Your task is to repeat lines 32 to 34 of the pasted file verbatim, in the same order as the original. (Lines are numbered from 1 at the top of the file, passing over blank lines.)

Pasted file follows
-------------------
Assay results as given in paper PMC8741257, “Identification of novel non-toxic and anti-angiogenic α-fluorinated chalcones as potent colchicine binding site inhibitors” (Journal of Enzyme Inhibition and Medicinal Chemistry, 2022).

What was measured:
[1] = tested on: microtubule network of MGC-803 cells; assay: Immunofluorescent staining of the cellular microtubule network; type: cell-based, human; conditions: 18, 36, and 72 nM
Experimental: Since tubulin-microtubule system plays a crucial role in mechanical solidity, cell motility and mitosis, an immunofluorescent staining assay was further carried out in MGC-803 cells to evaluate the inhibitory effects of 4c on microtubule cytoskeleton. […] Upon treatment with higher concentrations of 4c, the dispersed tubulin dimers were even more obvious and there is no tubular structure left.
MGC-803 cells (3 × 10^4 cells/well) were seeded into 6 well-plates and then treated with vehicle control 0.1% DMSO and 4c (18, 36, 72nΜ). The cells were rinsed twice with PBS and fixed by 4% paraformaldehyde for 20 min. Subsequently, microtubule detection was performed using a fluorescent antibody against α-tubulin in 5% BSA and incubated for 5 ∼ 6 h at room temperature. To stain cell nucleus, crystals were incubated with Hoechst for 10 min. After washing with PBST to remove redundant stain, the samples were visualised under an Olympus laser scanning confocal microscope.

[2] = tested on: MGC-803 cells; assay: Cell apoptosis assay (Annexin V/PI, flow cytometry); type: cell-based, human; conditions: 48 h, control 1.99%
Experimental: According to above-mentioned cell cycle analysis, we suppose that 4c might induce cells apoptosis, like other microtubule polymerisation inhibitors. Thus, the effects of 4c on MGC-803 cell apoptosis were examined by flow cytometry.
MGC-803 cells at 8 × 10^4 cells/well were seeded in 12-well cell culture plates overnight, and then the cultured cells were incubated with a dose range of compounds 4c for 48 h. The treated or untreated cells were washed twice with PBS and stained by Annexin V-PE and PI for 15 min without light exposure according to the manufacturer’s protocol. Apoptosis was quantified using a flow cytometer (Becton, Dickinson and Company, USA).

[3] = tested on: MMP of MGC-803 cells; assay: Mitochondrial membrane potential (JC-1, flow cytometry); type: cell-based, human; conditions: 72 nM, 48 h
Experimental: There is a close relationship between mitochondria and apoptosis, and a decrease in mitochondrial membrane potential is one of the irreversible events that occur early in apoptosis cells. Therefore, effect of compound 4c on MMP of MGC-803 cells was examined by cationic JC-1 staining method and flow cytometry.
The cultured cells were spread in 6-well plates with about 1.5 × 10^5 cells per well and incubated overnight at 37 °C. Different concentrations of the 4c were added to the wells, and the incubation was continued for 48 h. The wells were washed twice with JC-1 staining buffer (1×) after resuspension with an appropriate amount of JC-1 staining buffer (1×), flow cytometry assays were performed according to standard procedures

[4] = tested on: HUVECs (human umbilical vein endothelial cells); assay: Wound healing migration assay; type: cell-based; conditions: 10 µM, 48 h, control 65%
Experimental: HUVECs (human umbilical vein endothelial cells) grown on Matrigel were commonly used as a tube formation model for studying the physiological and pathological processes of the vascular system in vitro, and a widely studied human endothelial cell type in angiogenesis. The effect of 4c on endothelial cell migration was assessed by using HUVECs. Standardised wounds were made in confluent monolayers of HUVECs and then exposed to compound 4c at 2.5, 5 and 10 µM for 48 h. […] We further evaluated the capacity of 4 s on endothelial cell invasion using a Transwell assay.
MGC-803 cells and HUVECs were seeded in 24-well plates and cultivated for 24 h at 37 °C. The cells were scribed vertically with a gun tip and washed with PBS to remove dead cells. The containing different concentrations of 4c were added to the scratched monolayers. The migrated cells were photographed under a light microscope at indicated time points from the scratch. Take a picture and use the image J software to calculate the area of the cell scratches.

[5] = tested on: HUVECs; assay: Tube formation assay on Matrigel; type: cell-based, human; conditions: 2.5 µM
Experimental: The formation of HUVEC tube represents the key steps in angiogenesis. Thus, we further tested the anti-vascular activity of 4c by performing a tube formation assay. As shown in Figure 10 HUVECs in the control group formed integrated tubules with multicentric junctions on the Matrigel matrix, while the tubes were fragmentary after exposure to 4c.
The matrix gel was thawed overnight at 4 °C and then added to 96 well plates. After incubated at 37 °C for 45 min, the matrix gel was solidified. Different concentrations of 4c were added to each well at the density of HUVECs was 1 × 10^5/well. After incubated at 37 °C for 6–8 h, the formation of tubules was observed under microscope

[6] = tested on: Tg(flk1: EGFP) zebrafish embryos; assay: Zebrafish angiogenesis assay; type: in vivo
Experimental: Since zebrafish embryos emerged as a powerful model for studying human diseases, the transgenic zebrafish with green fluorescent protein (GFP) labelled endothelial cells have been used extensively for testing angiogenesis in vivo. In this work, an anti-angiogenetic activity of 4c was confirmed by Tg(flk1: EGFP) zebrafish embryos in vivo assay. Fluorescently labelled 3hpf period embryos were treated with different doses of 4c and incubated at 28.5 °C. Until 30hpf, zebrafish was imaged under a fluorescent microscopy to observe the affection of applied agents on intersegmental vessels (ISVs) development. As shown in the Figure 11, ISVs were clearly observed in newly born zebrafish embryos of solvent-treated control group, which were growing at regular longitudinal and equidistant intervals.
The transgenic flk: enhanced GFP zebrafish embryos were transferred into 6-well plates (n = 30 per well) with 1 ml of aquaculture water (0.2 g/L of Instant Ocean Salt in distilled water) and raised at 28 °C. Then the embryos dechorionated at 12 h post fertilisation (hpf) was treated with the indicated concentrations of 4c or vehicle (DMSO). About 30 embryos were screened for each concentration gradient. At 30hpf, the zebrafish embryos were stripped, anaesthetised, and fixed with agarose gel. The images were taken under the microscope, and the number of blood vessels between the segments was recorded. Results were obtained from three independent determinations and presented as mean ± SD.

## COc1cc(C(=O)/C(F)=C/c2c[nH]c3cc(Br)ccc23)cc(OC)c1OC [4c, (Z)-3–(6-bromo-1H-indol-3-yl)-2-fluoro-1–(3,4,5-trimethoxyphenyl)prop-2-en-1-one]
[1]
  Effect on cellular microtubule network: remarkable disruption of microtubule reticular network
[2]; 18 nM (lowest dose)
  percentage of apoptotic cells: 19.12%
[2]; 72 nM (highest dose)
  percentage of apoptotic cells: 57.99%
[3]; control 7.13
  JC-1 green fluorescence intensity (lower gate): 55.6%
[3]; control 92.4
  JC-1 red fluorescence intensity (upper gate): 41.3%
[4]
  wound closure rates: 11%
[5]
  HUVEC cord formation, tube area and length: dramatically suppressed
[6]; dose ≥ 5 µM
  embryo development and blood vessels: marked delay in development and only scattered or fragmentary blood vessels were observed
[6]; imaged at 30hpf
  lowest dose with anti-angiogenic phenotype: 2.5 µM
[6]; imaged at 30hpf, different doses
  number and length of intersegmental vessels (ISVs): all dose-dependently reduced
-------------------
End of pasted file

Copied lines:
[4]
  wound closure rates: 11%
[5]